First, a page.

Last month I posted about how to read box plots, and today I'm sharing how you can make your own. I picked two online tools that don't require you to calculate the mean and quartiles yourself and shared a quick couple lines of code for the R users out there. Let's start with Desmos! Desmos… Continue reading Making Box Plots

# Tag: statistics

## Box and Whisker Plots

Box and whisker plots are one of my favorite ways to visualize data, but they can be challenging to read if you haven't seen them before. Today I'm going to show a couple examples, and in the future I'll show you how to make your own! Firstly, box and whisker plots are also called boxplots.… Continue reading Box and Whisker Plots

## Vocab Word: Multicollinearity

I'm going to continue highlighting words I get asked about regularly. Today's feature: multicollinearity! This is a word you've probably heard about in stats class, but might not know specifically what it is or why it matters. We worry about multicollinearity when we are using multiple independent variables to model one output. One of your… Continue reading Vocab Word: Multicollinearity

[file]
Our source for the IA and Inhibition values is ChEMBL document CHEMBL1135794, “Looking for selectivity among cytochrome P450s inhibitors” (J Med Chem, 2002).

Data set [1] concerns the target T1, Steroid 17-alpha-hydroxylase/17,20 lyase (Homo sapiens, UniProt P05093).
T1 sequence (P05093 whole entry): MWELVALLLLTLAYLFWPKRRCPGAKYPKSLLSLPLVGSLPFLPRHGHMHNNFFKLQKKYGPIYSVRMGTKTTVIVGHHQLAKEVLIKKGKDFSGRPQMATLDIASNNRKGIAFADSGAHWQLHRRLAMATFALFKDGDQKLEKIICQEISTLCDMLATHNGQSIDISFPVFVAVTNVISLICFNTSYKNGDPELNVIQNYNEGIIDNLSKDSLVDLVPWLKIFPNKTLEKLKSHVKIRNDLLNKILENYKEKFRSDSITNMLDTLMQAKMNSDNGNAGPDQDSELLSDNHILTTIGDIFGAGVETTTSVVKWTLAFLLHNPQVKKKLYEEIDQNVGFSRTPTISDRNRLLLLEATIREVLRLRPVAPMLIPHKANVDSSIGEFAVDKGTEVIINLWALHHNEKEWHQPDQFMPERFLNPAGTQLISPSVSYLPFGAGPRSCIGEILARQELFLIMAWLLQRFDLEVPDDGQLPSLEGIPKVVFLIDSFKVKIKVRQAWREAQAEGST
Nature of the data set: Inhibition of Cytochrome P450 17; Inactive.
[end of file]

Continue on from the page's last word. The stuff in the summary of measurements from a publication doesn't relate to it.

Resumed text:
## Data Downloads: 2017 Ag Census

The 2017 Census of Agriculture results will be released on Thursday, April 11th. If you're looking for updated production information, this is a great resource. Here are some quick facts about the census and some ways to see the results! What is the Census of Agriculture? It's a record of all the humans, animals, and… Continue reading Data Downloads: 2017 Ag Census

## Averaging Plot Data in Excel

Back in January I shared my favorite way to average plot data in R, but some of my lab mates don't use R and are looking for an alternative. They keep averaging their plot data by highlighting 10 cells at a time and using the AVERAGE function, which is rather inefficient and introduces human error.… Continue reading Averaging Plot Data in Excel

## Averaging Plot Data in R

In agronomy research, its very common to collect 10 plants from a single plot, take measurements on them, and average those measurements. The plot average is the value we run statistics on, whether that means building a regression or running an ANOVA. I've recently seen a lot of my fellow grad students averaging measurements by… Continue reading Averaging Plot Data in R

## Random Forest

Machine learning algorithms are cool because the can handle continuous and categorical variables and have few assumptions about data distribution. As the name machine learning would imply, it's a highly automated process. Sometimes they take a while to compute, but the computer can be unsupervised during that time. One machine learning algorithm I use in… Continue reading Random Forest